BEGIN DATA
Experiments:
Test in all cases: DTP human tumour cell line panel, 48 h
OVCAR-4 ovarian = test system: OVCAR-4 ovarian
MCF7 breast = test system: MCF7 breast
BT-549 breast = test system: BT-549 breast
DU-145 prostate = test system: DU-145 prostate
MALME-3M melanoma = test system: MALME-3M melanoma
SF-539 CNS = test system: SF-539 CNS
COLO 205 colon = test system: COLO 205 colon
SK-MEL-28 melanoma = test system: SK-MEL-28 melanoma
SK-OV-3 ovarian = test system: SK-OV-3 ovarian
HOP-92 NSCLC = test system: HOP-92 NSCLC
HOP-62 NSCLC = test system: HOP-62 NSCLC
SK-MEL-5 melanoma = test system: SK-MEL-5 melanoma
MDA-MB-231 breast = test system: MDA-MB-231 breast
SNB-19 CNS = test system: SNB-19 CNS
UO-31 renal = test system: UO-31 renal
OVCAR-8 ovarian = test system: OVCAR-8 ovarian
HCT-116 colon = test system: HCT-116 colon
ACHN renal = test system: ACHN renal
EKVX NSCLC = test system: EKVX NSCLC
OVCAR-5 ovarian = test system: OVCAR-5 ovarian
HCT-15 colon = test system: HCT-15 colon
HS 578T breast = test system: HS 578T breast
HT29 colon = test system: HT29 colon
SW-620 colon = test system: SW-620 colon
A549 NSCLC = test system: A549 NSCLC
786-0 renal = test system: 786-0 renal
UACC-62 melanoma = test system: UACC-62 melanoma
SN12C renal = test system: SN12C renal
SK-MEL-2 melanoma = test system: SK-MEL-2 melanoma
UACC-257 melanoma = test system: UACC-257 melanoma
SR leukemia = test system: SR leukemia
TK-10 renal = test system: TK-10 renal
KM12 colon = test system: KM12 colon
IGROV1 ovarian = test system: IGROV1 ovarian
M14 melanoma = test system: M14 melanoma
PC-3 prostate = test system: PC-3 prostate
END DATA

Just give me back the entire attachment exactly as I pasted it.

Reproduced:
Experiments:
Test in all cases: DTP human tumour cell line panel, 48 h
OVCAR-4 ovarian = test system: OVCAR-4 ovarian
MCF7 breast = test system: MCF7 breast
BT-549 breast = test system: BT-549 breast
DU-145 prostate = test system: DU-145 prostate
MALME-3M melanoma = test system: MALME-3M melanoma
SF-539 CNS = test system: SF-539 CNS
COLO 205 colon = test system: COLO 205 colon
SK-MEL-28 melanoma = test system: SK-MEL-28 melanoma
SK-OV-3 ovarian = test system: SK-OV-3 ovarian
HOP-92 NSCLC = test system: HOP-92 NSCLC
HOP-62 NSCLC = test system: HOP-62 NSCLC
SK-MEL-5 melanoma = test system: SK-MEL-5 melanoma
MDA-MB-231 breast = test system: MDA-MB-231 breast
SNB-19 CNS = test system: SNB-19 CNS
UO-31 renal = test system: UO-31 renal
OVCAR-8 ovarian = test system: OVCAR-8 ovarian
HCT-116 colon = test system: HCT-116 colon
ACHN renal = test system: ACHN renal
EKVX NSCLC = test system: EKVX NSCLC
OVCAR-5 ovarian = test system: OVCAR-5 ovarian
HCT-15 colon = test system: HCT-15 colon
HS 578T breast = test system: HS 578T breast
HT29 colon = test system: HT29 colon
SW-620 colon = test system: SW-620 colon
A549 NSCLC = test system: A549 NSCLC
786-0 renal = test system: 786-0 renal
UACC-62 melanoma = test system: UACC-62 melanoma
SN12C renal = test system: SN12C renal
SK-MEL-2 melanoma = test system: SK-MEL-2 melanoma
UACC-257 melanoma = test system: UACC-257 melanoma
SR leukemia = test system: SR leukemia
TK-10 renal = test system: TK-10 renal
KM12 colon = test system: KM12 colon
IGROV1 ovarian = test system: IGROV1 ovarian
M14 melanoma = test system: M14 melanoma
PC-3 prostate = test system: PC-3 prostate